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We Really Need Your Help, Bob

John E. Stith's novels include Redshift Rendezvous (Ace), a Nebula Award finalist, and Manhattan Transfer (Tor Books). His latest novel is Pushback, a mystery-suspense novel and a finalist for the Daphne Du Maurier Award for Excellence in Mystery/Suspense. His short fiction has appeared in markets such as Amazing, Analog, Dragon, and Nature.
Bob Dinser was at his desk, working through another annoying customer-complaint case file, when a sparkly blue portal opened right in the entrance to his cubicle.
Instantly a wiry, scantily clad man stepped into Bob's office. He stood right next to Bob, who scooted his chair back.
"Bob Dinser? We really need your help. The water level in Manhattan is more than a meter over sidewalk level on Wall Street!"
Bob's first thought was, Oh, My God, the spammers are getting way too pervasive.
His second thought was, You know, this portal special effect looks pretty expensive.
His third thought: Wow, are those speedos or a G-string? Put on some clothes. And why wasn't that my first thought?
Bob had just read another article about dealing with spammers and robocallers. One big strategy: waste their time.
"I'm not Bob," Bob said. "I'm filling in for him. Bob's up on the sixth floor, at the far end of the corridor. Turn left when you exit the elevator."
"Oh, no!" the stranger said. "This portal is costing two and a half trillion every eight seconds. Sixth floor?"
"Yes. He's in a corner office. Looks out onto the Arch. Just exit the elevator, turn right, and go all the way."
"Oh, God, Oh, God, Oh, God." The stranger grabbed both sides of the portal and pushed it aside so he could exit the cubicle. He raced away, almost colliding with Suzie Reynolds. Too bad he missed.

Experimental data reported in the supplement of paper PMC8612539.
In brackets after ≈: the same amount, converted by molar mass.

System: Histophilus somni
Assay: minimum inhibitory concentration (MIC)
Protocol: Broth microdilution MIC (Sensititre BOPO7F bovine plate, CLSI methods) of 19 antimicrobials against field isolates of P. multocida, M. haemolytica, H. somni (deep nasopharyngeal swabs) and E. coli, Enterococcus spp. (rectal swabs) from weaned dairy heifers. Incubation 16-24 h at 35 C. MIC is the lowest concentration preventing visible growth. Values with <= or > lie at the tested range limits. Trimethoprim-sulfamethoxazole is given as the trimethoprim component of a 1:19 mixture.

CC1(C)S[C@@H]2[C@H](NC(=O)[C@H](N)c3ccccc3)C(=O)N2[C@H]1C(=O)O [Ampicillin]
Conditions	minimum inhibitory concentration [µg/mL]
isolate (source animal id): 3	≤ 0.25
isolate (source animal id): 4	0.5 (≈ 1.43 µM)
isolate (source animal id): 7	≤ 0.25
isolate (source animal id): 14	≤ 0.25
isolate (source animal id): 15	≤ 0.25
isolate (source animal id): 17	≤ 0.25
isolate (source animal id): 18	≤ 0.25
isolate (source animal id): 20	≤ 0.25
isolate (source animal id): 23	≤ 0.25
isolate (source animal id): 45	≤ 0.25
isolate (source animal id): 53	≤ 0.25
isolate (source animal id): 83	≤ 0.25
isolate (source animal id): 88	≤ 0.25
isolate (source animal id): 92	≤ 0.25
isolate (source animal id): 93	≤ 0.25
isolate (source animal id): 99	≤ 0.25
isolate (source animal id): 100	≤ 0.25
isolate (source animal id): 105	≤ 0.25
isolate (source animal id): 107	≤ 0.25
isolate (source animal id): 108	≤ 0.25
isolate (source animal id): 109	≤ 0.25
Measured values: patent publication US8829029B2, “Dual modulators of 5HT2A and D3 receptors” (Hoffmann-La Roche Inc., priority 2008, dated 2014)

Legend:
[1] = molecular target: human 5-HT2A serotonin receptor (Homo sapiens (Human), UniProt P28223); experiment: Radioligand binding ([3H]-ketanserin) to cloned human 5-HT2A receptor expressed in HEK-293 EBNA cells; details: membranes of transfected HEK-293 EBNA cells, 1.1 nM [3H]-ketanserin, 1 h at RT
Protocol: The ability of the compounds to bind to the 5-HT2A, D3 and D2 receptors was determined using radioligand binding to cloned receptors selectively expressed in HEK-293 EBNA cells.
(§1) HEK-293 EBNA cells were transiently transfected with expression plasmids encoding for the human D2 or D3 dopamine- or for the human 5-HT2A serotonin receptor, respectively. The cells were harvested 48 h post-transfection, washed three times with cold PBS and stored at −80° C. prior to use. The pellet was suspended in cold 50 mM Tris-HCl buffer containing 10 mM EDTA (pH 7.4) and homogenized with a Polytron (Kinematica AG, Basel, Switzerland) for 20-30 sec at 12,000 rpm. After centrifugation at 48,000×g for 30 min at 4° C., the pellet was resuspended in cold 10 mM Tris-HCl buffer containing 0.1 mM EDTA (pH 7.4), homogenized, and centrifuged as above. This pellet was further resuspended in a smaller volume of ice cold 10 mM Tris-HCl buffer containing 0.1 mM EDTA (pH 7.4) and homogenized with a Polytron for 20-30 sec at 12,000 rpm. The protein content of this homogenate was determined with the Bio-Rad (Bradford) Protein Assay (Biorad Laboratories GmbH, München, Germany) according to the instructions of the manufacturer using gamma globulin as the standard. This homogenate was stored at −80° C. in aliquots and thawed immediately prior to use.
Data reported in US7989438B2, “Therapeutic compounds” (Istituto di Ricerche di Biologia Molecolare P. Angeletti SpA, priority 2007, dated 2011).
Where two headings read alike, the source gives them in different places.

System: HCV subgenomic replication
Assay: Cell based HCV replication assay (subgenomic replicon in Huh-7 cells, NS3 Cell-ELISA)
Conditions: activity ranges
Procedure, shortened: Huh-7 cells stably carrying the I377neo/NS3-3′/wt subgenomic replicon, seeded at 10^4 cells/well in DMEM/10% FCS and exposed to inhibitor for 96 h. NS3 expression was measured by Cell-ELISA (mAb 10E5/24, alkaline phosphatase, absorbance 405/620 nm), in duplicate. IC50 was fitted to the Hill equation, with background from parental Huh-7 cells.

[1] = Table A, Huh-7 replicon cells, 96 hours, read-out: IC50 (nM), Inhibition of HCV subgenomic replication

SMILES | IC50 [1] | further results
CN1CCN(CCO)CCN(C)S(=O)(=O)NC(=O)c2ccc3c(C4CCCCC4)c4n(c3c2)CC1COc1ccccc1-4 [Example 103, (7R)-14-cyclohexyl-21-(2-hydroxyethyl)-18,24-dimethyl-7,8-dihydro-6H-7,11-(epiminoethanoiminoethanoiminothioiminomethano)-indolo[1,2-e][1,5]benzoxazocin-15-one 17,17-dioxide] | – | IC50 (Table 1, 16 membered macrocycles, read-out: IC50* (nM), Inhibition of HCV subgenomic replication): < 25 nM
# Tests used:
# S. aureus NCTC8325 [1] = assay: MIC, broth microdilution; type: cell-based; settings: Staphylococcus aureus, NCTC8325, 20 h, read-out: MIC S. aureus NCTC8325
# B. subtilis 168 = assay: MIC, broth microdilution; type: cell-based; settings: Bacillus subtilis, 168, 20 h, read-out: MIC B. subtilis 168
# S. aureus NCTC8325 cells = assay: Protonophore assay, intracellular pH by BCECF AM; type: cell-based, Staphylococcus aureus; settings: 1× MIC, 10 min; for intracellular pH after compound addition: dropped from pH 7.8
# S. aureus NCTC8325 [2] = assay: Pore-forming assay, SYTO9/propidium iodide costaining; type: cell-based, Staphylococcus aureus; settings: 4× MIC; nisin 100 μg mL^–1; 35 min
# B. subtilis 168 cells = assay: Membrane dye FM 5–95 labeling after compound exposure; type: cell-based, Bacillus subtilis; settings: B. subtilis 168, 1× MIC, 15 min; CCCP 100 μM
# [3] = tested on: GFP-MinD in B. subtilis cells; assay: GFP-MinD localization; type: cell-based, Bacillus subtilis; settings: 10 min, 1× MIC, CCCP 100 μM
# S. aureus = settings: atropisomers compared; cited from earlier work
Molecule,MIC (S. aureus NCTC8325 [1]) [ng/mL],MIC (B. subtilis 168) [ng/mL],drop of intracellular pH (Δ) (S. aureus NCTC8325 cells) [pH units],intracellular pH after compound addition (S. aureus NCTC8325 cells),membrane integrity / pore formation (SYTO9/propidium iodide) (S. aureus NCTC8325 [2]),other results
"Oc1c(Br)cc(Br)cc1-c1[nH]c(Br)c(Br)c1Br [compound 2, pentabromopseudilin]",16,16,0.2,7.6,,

Seconds later the stranger was back. "Which way to the elevator? And didn't you say turn left first?"
Bob pointed toward the elevator bank. "You can't miss it."
The stranger raced away as fast as he could.
Bob thought he'd heard it all. One time it was the Fraternal Order of Wounded First Responders supposedly asking for donations. Next time they didn't even try hard and it was another Nigerian prince. Then wounded orphans or sick pets. So much fake news.
Bob went back to the customer complaint, wondering if there might be a way to cut down on the number of customers.
He heard the stranger's return before he saw him again. A distant collision and a loud "Sorry!" followed by another collision, much nearer. And then the guy was back, out of breath. Bob hoped one of the collisions was with Suzie.
"I couldn't find him," the guy managed between gasps of air. "But the AIs say he's the nexus. Our last best pivot point."
"You want me to give him a message?" Bob saw another opportunity to waste the guy's time.
"Please. I'm from your future. You've got to tell him--pant, pant, pant--to protest at the next World Affairs Council meeting. Tell everyone to take the next climate-change talks seriously. Our time period is so hot, and water levels have risen drastically. Hundreds of millions are dead."
Oh, brother, Bob thought. More climate-change nonsense. The weather is always changing. But this sure is a weird ask.